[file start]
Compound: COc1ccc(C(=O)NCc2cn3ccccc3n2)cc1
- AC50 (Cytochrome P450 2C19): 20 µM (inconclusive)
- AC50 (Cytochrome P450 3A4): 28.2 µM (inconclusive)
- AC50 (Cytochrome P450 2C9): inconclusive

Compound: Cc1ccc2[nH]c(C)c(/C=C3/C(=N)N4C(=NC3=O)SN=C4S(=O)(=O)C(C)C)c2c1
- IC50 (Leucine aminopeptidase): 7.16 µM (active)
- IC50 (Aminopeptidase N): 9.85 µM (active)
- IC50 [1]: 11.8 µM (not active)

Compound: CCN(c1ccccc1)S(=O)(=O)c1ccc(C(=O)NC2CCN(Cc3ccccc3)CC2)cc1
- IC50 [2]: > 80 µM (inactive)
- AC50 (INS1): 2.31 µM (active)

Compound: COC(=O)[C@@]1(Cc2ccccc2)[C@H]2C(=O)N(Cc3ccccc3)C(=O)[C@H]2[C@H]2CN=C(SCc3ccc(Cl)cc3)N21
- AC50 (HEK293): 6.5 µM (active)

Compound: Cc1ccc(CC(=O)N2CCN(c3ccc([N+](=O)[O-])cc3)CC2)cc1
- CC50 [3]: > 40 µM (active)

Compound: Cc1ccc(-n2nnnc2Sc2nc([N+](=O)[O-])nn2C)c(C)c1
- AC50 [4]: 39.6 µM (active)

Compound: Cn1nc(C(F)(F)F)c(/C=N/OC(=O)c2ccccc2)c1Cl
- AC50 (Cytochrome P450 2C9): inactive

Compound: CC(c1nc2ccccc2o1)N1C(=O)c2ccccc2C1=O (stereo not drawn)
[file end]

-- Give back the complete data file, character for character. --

Compound: COc1ccc(C(=O)NCc2cn3ccccc3n2)cc1
- AC50 (Cytochrome P450 2C19): 20 µM (inconclusive)
- AC50 (Cytochrome P450 3A4): 28.2 µM (inconclusive)
- AC50 (Cytochrome P450 2C9): inconclusive

Compound: Cc1ccc2[nH]c(C)c(/C=C3/C(=N)N4C(=NC3=O)SN=C4S(=O)(=O)C(C)C)c2c1
- IC50 (Leucine aminopeptidase): 7.16 µM (active)
- IC50 (Aminopeptidase N): 9.85 µM (active)
- IC50 [1]: 11.8 µM (not active)

Compound: CCN(c1ccccc1)S(=O)(=O)c1ccc(C(=O)NC2CCN(Cc3ccccc3)CC2)cc1
- IC50 [2]: > 80 µM (inactive)
- AC50 (INS1): 2.31 µM (active)

Compound: COC(=O)[C@@]1(Cc2ccccc2)[C@H]2C(=O)N(Cc3ccccc3)C(=O)[C@H]2[C@H]2CN=C(SCc3ccc(Cl)cc3)N21
- AC50 (HEK293): 6.5 µM (active)

Compound: Cc1ccc(CC(=O)N2CCN(c3ccc([N+](=O)[O-])cc3)CC2)cc1
- CC50 [3]: > 40 µM (active)

Compound: Cc1ccc(-n2nnnc2Sc2nc([N+](=O)[O-])nn2C)c(C)c1
- AC50 [4]: 39.6 µM (active)

Compound: Cn1nc(C(F)(F)F)c(/C=N/OC(=O)c2ccccc2)c1Cl
- AC50 (Cytochrome P450 2C9): inactive

Compound: CC(c1nc2ccccc2o1)N1C(=O)c2ccccc2C1=O (stereo not drawn)